Still, it had been out of both my restlessness and brokenness that, in late 1989, I'd reinstated confessions, silence, creeds, communion, and all kinds of prayer into my congregation's otherwise "seeker sensitive" services. By 1991, I felt compelled to write about the results. For, counter to everything I'd learned at relevance school, the irreligious people in our community were not only attracted to our repackaged confessions, creeds, and rituals. They started bringing their friends. And, between ski trips, they calculated their Sunday attendance just so that they wouldn't miss their favorites: communion and anointing for healing. User-friendly had never been this, well, spiritual.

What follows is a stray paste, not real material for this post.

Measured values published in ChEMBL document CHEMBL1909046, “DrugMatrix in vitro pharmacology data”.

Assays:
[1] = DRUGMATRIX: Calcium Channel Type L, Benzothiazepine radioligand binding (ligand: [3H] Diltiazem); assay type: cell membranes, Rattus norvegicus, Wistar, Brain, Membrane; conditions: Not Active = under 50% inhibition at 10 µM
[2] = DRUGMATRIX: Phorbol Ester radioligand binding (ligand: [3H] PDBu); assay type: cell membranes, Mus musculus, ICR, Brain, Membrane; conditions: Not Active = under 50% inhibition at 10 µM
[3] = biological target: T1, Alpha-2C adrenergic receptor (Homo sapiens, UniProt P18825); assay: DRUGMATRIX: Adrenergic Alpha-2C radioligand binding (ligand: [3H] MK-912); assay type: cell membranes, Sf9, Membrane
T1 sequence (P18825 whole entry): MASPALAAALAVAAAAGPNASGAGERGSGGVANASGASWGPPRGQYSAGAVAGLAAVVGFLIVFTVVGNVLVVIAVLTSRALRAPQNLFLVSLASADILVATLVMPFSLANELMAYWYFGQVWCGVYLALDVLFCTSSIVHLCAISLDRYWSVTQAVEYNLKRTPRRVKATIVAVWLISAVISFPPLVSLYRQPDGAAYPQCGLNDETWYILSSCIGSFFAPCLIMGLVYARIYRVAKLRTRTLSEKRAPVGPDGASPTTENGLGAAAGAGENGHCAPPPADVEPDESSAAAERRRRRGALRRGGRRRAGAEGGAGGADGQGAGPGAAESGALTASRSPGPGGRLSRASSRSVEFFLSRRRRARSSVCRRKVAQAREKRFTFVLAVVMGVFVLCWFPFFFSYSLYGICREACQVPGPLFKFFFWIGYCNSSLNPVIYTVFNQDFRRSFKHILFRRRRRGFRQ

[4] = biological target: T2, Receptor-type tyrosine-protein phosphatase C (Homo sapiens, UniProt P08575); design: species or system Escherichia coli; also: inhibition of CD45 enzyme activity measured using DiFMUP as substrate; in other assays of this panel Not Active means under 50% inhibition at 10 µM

The images remain in my mind: an elderly couple with their palms outstretched in adoration; a thirty-something woman with dyed red hair and white fur coat, wiping tears from under her sunglasses; children with their heads uplifted, waiting for a touch of oil; furtive singing waxing exuberant. Here were both the initiated and uninitiated encountering something way beyond Jesus my buddy. Jesus my solution. Jesus my moral example. Jesus, inspirer of how-to lists. They were meeting Jesus, God Incarnate. Jesus transcendent. Jesus mysterious. Jesus the emptied. Jesus the wounded and bruised. Jesus, the consummate Lover of their fractured souls. Gone was the Deity who only fraternized with the successful or perpetually positive. Clearly, Worship Evangelism was born out of these unexpected intersections with profound spiritual hunger and brokenness - including my own. Surprise. In the midst of this bulldozed frontier, there was deep discontent and an almost grasping for the holy.